So get on a roll with your writing, and before you know it, you will feel a sense of accomplishment like never before. I promise you!

Wendy Ellin, Founder of Atlanta-based Momentum, is a Workplace Productivity Life Changer & Author of the new book “Enough Is Enough, Get Control of Your Stuff!
Wendy shares her insights into living a productive and organized life with humor, a twist of irreverence and a level of passion that motivates her audience to TAKE ACTION IMMEDIATELY.  Her approach to training is engaging, interactive, and with a “let’s make a difference in your life” attitude.  She talks about real challenges that we all experience on a daily basis, such as excessive clutter, email overload, being on time (or not), reasonable expectations for getting things done, over-committing, and much more.

Tuesday, August 6, 2013

Never Sell Your Book

Selling stinks! Really. No one wants to be sold to, and no one (at least not people I know) truly enjoys selling, especially authors. Authors are storytellers on a mission, not sales people trying to hit their monthly sales goals and earn a commission. That’s way too much pressure for someone who has poured their heart, soul, blood, sweat, and tears into creating a work of fiction or nonfiction designed to benefit others. Therein lies the secret of how to never sell your book.

Many authors get off track when they think they have to sell their book to potential

buyers/readers. How else are you going to get them to open their wallets, pull out the plastic or the green (the Hamilton, Jackson, Benjamin or other note), and pay you for your
hard work if you don’t sell the book? Rather than approaching this process from a sales perspective, think about it from a service perspective. When you value the content of your well-written, professionally produced book, you will understand the value that it can bring to others (but not everyone), and you’ll approach potential buyers/readers with the attitude that you are sharing your gift with them and serving their needs with this wonderful product: your book.

You wrote your book for yourself, right? Of course you did. But you also want others to get something out of it: inspiration, information, insight, or knowledge. You have woven the benefit of your book so expertly into the prose that some readers might not realize they got it until the very end, and that’s okay. The point is that you’ve inserted nuggets of juiciness for readers to glean. And when you understand the value of those juicy nuggets you know that your book has value far beyond its retail price.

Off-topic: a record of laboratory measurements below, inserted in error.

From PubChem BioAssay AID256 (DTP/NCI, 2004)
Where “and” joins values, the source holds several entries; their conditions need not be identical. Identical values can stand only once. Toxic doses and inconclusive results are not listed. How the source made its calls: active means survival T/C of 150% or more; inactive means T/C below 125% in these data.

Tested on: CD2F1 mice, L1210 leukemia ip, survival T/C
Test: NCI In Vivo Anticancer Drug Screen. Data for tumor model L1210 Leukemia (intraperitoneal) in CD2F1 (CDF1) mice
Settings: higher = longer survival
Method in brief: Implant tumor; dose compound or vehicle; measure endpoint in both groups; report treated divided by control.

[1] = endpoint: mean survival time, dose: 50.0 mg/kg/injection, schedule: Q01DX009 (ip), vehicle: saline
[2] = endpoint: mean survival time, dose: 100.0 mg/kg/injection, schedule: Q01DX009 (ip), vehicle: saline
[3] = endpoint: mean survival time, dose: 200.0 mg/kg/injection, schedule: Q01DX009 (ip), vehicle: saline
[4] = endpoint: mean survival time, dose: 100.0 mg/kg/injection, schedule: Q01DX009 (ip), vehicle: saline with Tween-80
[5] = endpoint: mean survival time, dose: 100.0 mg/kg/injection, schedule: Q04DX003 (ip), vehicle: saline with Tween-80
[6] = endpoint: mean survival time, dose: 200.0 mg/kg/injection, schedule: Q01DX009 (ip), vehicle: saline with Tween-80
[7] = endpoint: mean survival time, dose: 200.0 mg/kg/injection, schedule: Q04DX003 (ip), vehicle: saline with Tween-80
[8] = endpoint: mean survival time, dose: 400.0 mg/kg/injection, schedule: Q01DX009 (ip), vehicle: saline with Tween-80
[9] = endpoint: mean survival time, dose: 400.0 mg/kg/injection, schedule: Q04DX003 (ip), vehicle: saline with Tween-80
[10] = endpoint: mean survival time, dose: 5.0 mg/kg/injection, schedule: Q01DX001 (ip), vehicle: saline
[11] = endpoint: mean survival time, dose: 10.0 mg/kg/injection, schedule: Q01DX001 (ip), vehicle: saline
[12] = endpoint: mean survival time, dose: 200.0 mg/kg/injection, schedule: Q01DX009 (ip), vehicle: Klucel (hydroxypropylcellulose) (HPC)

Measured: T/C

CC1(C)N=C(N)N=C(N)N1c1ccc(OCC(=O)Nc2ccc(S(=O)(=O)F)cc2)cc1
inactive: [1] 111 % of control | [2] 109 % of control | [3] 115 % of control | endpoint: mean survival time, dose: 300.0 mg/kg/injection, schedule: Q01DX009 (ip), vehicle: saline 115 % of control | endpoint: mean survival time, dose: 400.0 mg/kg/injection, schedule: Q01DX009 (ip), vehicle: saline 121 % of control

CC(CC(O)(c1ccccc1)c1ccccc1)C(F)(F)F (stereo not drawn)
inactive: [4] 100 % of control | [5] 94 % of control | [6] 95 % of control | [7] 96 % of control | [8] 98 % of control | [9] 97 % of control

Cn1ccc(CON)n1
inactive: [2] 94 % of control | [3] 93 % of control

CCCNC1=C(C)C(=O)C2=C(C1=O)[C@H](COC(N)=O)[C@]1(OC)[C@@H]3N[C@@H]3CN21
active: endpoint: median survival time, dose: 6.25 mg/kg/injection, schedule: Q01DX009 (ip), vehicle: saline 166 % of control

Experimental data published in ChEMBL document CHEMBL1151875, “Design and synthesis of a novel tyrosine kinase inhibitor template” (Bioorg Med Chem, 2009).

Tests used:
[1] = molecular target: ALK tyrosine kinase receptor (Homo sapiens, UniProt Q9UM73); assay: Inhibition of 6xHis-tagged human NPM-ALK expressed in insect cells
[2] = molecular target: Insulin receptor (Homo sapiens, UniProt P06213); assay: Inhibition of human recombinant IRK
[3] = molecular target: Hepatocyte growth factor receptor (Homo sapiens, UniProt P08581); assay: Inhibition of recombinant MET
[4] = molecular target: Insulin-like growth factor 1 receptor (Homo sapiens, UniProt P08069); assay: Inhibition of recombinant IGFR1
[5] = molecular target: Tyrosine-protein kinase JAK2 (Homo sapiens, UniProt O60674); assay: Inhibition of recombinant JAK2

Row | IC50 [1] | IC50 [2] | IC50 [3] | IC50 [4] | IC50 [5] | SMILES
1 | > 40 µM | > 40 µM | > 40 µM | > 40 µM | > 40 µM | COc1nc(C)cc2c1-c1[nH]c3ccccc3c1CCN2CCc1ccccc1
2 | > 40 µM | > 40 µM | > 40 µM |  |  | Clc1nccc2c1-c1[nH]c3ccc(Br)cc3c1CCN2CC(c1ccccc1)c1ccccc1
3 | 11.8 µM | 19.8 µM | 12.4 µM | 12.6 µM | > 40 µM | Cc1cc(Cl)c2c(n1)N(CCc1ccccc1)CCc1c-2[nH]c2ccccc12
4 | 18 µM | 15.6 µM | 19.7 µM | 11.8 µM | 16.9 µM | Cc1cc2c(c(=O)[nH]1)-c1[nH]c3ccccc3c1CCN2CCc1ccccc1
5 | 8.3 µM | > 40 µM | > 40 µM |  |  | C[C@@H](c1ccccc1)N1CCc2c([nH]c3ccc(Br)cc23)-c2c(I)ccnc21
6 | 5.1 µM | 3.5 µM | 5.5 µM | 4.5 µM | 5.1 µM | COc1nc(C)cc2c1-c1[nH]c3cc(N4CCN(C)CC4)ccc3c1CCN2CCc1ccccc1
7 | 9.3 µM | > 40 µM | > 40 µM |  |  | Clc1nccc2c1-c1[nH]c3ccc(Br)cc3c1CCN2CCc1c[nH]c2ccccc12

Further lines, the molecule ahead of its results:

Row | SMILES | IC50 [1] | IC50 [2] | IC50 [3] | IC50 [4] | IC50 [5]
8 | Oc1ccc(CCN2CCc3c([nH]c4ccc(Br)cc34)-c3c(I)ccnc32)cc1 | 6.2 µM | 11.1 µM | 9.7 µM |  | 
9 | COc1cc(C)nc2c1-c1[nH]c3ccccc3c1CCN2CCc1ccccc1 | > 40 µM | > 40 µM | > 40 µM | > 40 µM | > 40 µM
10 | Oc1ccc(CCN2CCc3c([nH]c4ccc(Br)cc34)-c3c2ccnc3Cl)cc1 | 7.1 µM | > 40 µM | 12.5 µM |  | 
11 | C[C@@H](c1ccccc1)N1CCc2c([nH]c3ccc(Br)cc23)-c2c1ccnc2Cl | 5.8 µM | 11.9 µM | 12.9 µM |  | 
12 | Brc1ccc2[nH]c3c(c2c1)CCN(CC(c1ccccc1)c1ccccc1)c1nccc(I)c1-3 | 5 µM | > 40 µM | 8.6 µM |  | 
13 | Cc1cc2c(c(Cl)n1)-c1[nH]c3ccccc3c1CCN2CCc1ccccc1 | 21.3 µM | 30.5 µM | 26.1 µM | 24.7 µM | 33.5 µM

Readers read for enjoyment, relaxation, escape, and entertainment. They also read to receive the very nuggets you have imparted throughout your book; you know, that inspiration, information, insight, and knowledge mentioned above. When you understand the true value of these intangibles, you will realize the gift that your book really is. The words you have penned are provided to help readers in one or a combination of ways:

  • To serve
  • To solve a problem/challenge
  • To add value
  • To help achieve results
That’s it. So when you view your book as a conduit to provide a service to readers, you’ll understand that selling your book is really unnecessary. Instead, you will share the value your book provides and allow potential buyers/readers to determine whether they are ready to receive all that your book offers. Some will, some won’t, so what (as the saying goes). This is not to suggest that exchanging currency for your book is unimportant. Rather, the suggestion is that convincing others to buy your book is futile. Make yourself (the author), your message contained within the book, and the inherent value of your book the focus of your conversations and marketing materials. Do this and watch your book get the attention you know it deserves!

Anita Paul, known as The Author's Midwife, coaches aspiring authors to write a phenomenal book and helps current authors use their existing books to leverage their business. She is the author of the-book Write Your Life: Create Your Ideal Life and The Book You've Been Wanting to Write, and is the creator of the Write Your Life program, through which she has created a dynamic system to Write Your Book in 90 Days or Less. She has owned The Write Image for 15 years, and has had her freelance articles featured in over 25 publications in the U.S. and Canada. Anita is also the host of "Book Your Success".
Facebook: Write Your Life Coaching Program
Twitter: @AnitaRPaul